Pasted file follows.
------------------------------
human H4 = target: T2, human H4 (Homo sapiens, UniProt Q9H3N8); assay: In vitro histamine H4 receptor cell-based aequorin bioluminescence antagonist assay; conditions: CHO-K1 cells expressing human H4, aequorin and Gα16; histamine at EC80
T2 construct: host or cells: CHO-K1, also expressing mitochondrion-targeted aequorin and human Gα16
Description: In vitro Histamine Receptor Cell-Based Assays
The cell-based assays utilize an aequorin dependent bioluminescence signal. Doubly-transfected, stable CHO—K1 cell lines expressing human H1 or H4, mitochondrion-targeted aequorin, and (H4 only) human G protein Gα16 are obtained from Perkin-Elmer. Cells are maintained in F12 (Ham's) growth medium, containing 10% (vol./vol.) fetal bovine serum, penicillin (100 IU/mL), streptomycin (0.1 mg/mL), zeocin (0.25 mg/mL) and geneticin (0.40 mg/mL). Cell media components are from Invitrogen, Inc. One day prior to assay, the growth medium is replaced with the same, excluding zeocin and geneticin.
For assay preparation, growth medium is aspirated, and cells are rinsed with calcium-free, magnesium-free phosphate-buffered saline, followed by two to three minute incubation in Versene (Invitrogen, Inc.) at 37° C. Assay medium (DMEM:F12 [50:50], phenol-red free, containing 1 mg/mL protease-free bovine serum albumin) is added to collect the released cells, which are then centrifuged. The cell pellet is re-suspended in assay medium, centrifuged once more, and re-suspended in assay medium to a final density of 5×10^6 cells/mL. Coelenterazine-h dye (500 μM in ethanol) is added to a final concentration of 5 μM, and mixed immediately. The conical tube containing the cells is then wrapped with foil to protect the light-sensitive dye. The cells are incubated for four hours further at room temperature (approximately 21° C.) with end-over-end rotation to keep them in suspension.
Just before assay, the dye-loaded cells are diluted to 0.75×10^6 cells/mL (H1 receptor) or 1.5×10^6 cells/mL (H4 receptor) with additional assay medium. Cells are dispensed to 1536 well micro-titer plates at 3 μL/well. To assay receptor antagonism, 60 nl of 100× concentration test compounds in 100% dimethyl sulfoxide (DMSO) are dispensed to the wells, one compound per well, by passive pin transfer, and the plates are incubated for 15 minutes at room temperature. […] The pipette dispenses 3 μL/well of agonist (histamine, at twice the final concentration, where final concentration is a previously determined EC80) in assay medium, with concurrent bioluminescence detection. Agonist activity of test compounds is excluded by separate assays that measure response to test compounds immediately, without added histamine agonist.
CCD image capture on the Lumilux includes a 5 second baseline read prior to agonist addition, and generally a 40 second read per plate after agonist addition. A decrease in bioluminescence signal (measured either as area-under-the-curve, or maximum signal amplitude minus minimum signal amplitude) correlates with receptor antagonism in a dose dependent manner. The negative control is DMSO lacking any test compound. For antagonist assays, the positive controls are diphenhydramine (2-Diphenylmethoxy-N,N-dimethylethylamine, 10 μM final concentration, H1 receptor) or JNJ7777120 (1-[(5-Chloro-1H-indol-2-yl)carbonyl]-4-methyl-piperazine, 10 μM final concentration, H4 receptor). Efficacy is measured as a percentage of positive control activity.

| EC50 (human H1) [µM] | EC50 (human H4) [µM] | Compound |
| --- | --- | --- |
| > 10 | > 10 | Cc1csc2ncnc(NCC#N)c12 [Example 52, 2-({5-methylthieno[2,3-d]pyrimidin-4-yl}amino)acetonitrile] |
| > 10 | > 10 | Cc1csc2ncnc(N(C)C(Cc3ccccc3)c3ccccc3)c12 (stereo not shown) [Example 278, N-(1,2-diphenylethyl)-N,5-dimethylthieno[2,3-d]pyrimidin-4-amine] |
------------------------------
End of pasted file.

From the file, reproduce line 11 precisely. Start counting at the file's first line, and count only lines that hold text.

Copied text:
| > 10 | > 10 | Cc1csc2ncnc(N(C)C(Cc3ccccc3)c3ccccc3)c12 (stereo not shown) [Example 278, N-(1,2-diphenylethyl)-N,5-dimethylthieno[2,3-d]pyrimidin-4-amine] |